Happy Birthday, Sinclair Lewis. This author of devastating critiques of American life was born in Sauk Center, Minnesota in 1885. Recommended related readings from SPL: Babbitt, one of my favorite novels of 1920s America and Frederick Lewis Allen’s Only Yesterday: An Informal History of the 1920s.
Happy Birthday, Laura Ingalls Wilder (1867). Recommended related reading from SPL: any of the perennially popular Little House books, Wendy McClure’s The Wilder Life: My Adventures in the Lost World of Little House on the Prairie, or John Miller’s Becoming Laura Ingalls Wilder: The Woman Behind the Legend.
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This year a number of books on the First World War have been published in recognition of its upcoming 100th anniversary: on July 28, 1914 Austria-Hungary declared war on Serbia, sparking a chain reaction of hostilities. Serbia’s ally, Russia, declared war on Austria-Hungary. Austria-Hungary’s ally, Germany, then declared war on Russia and Russia’s ally France. Then German troops swept through neutral Belgium to invade France. In response to the violation of Belgium’s neutrality and sovereignty, the United Kingdom declared war on Germany. The United States remained steadfastly neutral until 1917, when it declared war in response to German attacks on US ships.
Perhaps this all seems remote to people in Massachusetts in 2014. But the war didn’t seem at all remote to the people of Orleans, Mass. on July 21, 1918, when a U-boat surfaced off the Cape and began firing on the tugboat Perth Amboy and the four barges it was towing. Chatham Coast Guard sailors rowed lifeboats directly into the lines of fire and rescued all 32 people on board the tugboat and barges. The U-boat fired several shells directly at the town. One landed in a pond, the others sank into the sand. Eventually the U-boat left. It was the first attack on American soil since the War of 1812.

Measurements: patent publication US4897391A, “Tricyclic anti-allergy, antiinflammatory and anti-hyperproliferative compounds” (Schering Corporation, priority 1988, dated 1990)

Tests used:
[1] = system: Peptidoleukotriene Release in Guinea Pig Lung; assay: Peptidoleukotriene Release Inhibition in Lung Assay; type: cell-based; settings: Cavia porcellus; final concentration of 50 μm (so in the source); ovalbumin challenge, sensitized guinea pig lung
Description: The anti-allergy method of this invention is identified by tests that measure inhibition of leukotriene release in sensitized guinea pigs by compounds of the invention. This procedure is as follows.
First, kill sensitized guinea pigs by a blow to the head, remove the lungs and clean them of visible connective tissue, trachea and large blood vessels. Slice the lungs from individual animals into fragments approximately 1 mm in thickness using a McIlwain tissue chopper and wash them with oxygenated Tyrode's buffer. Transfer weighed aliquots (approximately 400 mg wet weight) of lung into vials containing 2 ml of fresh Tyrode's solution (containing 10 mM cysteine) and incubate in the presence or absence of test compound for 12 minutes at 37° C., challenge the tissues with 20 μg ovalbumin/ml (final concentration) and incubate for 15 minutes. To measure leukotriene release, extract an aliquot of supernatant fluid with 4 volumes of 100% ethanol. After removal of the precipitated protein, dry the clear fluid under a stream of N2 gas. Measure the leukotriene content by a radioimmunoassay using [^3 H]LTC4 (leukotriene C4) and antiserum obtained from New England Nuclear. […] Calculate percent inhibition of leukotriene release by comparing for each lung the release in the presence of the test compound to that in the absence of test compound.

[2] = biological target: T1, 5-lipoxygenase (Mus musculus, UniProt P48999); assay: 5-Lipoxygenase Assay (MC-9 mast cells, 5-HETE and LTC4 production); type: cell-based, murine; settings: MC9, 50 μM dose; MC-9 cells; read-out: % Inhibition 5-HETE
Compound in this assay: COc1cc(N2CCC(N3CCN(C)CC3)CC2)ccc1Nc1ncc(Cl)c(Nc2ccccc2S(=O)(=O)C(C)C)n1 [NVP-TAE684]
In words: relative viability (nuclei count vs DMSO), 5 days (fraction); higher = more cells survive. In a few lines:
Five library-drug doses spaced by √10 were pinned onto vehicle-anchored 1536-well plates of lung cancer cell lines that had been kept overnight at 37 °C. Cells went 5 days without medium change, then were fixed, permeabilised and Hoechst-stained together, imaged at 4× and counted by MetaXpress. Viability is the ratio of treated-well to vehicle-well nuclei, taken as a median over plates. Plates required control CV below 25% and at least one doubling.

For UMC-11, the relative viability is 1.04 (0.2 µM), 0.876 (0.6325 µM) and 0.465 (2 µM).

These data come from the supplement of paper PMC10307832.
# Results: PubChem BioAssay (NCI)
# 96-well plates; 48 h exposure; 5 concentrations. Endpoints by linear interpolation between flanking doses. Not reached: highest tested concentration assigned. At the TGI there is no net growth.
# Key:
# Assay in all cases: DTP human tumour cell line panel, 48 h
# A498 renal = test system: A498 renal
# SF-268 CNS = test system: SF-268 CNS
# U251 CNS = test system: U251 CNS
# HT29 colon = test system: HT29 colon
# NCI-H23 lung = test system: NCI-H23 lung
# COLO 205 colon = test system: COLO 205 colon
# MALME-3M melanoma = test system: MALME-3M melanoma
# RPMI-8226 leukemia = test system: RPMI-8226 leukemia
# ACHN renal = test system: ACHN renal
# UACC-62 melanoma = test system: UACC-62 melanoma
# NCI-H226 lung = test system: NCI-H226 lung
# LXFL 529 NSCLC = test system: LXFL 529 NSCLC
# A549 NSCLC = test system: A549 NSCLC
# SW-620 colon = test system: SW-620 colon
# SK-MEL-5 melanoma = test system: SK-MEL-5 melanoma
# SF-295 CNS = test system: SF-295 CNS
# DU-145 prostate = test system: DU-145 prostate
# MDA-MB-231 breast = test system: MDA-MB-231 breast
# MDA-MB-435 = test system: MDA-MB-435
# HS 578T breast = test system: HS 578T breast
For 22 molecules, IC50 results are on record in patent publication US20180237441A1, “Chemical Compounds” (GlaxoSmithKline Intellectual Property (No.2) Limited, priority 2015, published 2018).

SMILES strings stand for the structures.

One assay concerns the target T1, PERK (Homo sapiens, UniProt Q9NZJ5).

No one has ever learned why the Germans attacked the Perth Amboy and Orleans. One theory is that the U-boat was chasing a larger American ship, lost track of it, and happened to stumble upon the Perth Amboy. Another suggestion is that the U-boat was on a general mission to damage American morale by attacking the mainland.
However, given that it took an armed U-boat an hour and a half to disable five completely unarmed civilian vessels, the Germans were probably not as threatening as they had hoped. “Germans Prove Poor Shots,” read one Globe headline.
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JFK, Jr and Carolyn Bessette Kennedy on their wedding day
Today was a tragic day in US History when John F. Kennedy Jr., his wife Carolyn Bessette-Kennedy and her older sister Lauren died when the airplane JFK, Jr. was piloting when down in the Atlantic near Martha’s Vineyard. A massive search/rescue/recovery mission was undertaken to find the plane and bring home their bodies. This sad story captivated the world over for many days.